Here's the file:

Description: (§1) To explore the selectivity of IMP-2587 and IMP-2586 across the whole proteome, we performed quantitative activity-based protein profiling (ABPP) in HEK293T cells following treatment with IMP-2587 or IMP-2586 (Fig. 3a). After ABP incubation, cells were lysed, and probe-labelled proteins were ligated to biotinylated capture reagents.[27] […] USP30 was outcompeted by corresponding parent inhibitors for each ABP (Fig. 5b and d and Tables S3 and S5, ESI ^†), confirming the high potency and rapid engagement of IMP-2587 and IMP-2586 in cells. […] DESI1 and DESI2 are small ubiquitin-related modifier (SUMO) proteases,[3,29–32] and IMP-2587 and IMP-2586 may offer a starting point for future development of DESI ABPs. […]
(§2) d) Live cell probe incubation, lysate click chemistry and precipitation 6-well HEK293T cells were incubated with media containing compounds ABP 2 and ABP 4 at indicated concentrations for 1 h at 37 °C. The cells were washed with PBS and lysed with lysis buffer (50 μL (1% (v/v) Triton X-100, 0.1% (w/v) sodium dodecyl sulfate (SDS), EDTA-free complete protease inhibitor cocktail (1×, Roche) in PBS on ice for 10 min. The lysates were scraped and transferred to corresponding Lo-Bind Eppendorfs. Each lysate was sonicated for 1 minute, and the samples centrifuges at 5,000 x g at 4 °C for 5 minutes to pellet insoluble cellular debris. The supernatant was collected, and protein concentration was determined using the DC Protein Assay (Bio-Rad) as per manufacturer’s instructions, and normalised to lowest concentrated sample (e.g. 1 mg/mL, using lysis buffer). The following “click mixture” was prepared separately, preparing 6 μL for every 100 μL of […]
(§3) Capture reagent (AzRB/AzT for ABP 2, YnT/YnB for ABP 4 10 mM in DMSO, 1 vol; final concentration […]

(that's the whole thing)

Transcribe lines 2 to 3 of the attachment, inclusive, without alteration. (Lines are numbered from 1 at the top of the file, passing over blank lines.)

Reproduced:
(§2) d) Live cell probe incubation, lysate click chemistry and precipitation 6-well HEK293T cells were incubated with media containing compounds ABP 2 and ABP 4 at indicated concentrations for 1 h at 37 °C. The cells were washed with PBS and lysed with lysis buffer (50 μL (1% (v/v) Triton X-100, 0.1% (w/v) sodium dodecyl sulfate (SDS), EDTA-free complete protease inhibitor cocktail (1×, Roche) in PBS on ice for 10 min. The lysates were scraped and transferred to corresponding Lo-Bind Eppendorfs. Each lysate was sonicated for 1 minute, and the samples centrifuges at 5,000 x g at 4 °C for 5 minutes to pellet insoluble cellular debris. The supernatant was collected, and protein concentration was determined using the DC Protein Assay (Bio-Rad) as per manufacturer’s instructions, and normalised to lowest concentrated sample (e.g. 1 mg/mL, using lysis buffer). The following “click mixture” was prepared separately, preparing 6 μL for every 100 μL of […]
(§3) Capture reagent (AzRB/AzT for ABP 2, YnT/YnB for ABP 4 10 mM in DMSO, 1 vol; final concentration […]